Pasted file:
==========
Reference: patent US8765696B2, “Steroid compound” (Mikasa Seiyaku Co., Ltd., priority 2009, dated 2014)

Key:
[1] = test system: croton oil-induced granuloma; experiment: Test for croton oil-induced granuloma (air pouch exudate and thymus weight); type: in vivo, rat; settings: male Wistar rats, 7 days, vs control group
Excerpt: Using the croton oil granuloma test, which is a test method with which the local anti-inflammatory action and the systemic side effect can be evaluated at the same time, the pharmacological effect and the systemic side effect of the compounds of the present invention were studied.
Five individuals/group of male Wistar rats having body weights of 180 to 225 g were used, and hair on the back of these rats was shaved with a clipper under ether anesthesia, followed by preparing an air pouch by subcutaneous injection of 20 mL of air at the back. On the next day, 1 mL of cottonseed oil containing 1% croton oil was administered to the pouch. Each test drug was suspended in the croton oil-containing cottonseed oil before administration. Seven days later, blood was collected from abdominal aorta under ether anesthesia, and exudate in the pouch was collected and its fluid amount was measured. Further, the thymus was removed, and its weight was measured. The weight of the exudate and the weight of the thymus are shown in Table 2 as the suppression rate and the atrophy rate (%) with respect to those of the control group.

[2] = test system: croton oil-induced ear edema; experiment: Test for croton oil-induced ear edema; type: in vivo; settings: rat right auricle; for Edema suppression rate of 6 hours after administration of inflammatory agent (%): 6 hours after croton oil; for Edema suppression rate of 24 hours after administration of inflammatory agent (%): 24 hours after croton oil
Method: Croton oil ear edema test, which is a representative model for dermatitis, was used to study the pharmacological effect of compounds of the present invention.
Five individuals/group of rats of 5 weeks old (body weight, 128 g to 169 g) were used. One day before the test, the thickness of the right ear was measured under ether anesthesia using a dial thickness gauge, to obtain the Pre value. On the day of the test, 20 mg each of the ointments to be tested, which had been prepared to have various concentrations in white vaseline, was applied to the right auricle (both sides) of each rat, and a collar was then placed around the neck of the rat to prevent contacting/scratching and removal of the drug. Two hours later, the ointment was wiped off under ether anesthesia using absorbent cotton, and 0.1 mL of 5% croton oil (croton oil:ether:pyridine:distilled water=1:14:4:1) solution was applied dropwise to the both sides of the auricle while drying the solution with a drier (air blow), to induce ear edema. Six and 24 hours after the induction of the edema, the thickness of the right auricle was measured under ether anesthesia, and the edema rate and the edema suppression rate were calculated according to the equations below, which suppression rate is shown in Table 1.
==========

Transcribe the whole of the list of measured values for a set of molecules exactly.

Reference: patent US8765696B2, “Steroid compound” (Mikasa Seiyaku Co., Ltd., priority 2009, dated 2014)

Key:
[1] = test system: croton oil-induced granuloma; experiment: Test for croton oil-induced granuloma (air pouch exudate and thymus weight); type: in vivo, rat; settings: male Wistar rats, 7 days, vs control group
Excerpt: Using the croton oil granuloma test, which is a test method with which the local anti-inflammatory action and the systemic side effect can be evaluated at the same time, the pharmacological effect and the systemic side effect of the compounds of the present invention were studied.
Five individuals/group of male Wistar rats having body weights of 180 to 225 g were used, and hair on the back of these rats was shaved with a clipper under ether anesthesia, followed by preparing an air pouch by subcutaneous injection of 20 mL of air at the back. On the next day, 1 mL of cottonseed oil containing 1% croton oil was administered to the pouch. Each test drug was suspended in the croton oil-containing cottonseed oil before administration. Seven days later, blood was collected from abdominal aorta under ether anesthesia, and exudate in the pouch was collected and its fluid amount was measured. Further, the thymus was removed, and its weight was measured. The weight of the exudate and the weight of the thymus are shown in Table 2 as the suppression rate and the atrophy rate (%) with respect to those of the control group.

[2] = test system: croton oil-induced ear edema; experiment: Test for croton oil-induced ear edema; type: in vivo; settings: rat right auricle; for Edema suppression rate of 6 hours after administration of inflammatory agent (%): 6 hours after croton oil; for Edema suppression rate of 24 hours after administration of inflammatory agent (%): 24 hours after croton oil
Method: Croton oil ear edema test, which is a representative model for dermatitis, was used to study the pharmacological effect of compounds of the present invention.
Five individuals/group of rats of 5 weeks old (body weight, 128 g to 169 g) were used. One day before the test, the thickness of the right ear was measured under ether anesthesia using a dial thickness gauge, to obtain the Pre value. On the day of the test, 20 mg each of the ointments to be tested, which had been prepared to have various concentrations in white vaseline, was applied to the right auricle (both sides) of each rat, and a collar was then placed around the neck of the rat to prevent contacting/scratching and removal of the drug. Two hours later, the ointment was wiped off under ether anesthesia using absorbent cotton, and 0.1 mL of 5% croton oil (croton oil:ether:pyridine:distilled water=1:14:4:1) solution was applied dropwise to the both sides of the auricle while drying the solution with a drier (air blow), to induce ear edema. Six and 24 hours after the induction of the edema, the thickness of the right auricle was measured under ether anesthesia, and the edema rate and the edema suppression rate were calculated according to the equations below, which suppression rate is shown in Table 1.